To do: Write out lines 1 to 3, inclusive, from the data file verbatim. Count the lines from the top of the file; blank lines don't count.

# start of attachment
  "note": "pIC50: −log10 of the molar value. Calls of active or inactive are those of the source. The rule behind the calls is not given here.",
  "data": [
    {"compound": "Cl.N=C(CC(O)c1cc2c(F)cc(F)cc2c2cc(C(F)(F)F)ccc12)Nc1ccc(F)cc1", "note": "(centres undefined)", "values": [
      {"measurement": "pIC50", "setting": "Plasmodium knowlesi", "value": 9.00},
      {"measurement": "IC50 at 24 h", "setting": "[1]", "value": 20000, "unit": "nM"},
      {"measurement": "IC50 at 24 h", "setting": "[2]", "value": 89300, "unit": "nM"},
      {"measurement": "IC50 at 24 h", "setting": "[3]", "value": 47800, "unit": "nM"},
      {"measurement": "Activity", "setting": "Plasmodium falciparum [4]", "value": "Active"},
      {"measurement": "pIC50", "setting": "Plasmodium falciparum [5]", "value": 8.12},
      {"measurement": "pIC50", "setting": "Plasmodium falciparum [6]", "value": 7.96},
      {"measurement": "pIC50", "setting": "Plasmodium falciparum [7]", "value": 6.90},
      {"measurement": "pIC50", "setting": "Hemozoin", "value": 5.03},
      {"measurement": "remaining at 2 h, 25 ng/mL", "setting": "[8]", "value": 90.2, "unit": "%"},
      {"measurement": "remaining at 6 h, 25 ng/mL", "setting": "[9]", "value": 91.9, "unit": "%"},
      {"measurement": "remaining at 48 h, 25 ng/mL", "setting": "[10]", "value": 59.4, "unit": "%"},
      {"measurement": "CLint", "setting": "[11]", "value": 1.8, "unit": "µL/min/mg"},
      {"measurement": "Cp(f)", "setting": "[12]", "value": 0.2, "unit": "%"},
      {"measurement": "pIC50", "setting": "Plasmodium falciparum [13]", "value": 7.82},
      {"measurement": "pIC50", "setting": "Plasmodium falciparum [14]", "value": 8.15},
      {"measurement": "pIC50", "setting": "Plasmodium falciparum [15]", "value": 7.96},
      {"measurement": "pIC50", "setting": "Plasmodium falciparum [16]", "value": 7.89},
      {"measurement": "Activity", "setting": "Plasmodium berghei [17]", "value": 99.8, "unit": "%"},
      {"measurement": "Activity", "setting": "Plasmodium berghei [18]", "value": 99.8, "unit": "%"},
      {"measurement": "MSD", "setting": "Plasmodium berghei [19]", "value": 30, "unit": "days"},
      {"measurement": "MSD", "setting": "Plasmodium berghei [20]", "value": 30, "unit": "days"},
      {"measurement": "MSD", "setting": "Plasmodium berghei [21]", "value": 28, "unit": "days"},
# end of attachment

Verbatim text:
  "note": "pIC50: −log10 of the molar value. Calls of active or inactive are those of the source. The rule behind the calls is not given here.",
  "data": [
    {"compound": "Cl.N=C(CC(O)c1cc2c(F)cc(F)cc2c2cc(C(F)(F)F)ccc12)Nc1ccc(F)cc1", "note": "(centres undefined)", "values": [